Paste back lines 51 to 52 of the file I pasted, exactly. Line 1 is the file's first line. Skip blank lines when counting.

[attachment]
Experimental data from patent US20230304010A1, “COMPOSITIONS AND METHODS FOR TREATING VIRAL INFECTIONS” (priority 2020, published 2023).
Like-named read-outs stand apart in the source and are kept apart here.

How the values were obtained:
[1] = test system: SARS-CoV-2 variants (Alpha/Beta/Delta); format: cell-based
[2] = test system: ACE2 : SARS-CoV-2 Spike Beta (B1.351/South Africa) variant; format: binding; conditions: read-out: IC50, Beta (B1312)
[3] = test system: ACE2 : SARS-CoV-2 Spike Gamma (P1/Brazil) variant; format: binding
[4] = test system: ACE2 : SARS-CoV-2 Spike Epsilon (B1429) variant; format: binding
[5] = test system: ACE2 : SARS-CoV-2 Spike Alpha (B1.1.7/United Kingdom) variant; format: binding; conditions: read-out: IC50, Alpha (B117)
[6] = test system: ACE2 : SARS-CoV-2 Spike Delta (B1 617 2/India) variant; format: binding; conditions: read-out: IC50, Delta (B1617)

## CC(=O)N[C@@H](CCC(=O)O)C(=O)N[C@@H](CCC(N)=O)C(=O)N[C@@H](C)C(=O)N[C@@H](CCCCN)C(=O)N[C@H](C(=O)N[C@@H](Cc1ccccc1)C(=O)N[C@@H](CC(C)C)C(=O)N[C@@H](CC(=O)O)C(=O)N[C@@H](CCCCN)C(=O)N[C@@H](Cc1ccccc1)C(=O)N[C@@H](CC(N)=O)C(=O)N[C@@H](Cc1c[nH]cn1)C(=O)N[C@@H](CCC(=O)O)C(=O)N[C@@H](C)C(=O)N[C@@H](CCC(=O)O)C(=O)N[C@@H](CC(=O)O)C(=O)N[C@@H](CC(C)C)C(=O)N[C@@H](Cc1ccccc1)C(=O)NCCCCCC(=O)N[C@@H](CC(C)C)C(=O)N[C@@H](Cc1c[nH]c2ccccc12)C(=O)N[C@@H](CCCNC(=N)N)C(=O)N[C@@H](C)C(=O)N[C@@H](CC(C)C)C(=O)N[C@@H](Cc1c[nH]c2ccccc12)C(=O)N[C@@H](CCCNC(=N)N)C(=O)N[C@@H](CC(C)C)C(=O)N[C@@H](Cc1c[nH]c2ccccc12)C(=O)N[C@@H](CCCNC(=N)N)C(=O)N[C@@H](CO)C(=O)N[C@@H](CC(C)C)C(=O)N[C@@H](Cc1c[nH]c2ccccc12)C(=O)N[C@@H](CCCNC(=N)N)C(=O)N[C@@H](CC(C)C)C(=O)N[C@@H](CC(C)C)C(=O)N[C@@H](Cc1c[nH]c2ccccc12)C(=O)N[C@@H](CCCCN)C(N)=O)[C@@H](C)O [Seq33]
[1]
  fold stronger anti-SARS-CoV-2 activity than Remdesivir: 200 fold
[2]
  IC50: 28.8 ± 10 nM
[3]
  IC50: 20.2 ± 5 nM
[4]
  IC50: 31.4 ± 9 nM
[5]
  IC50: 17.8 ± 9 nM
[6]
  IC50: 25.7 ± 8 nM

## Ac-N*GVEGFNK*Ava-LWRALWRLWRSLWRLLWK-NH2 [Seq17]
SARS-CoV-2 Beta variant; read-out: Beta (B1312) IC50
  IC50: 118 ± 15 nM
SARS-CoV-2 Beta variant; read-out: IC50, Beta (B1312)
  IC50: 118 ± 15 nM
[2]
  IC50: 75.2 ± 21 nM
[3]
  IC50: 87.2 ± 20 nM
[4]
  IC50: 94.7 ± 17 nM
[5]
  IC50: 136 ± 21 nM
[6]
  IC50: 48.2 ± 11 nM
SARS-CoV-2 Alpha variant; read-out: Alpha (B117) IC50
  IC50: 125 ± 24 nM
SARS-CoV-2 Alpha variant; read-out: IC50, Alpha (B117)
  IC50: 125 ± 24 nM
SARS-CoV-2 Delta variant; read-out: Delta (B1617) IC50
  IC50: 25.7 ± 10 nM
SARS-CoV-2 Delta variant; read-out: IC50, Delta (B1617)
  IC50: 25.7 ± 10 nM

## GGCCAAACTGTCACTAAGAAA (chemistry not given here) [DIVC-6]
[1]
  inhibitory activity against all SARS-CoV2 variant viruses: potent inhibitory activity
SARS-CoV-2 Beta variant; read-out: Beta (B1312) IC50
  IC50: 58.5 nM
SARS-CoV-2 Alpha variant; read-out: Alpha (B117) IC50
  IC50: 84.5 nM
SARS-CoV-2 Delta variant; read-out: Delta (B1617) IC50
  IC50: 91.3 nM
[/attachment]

SARS-CoV-2 Alpha variant; read-out: Alpha (B117) IC50
  IC50: 84.5 nM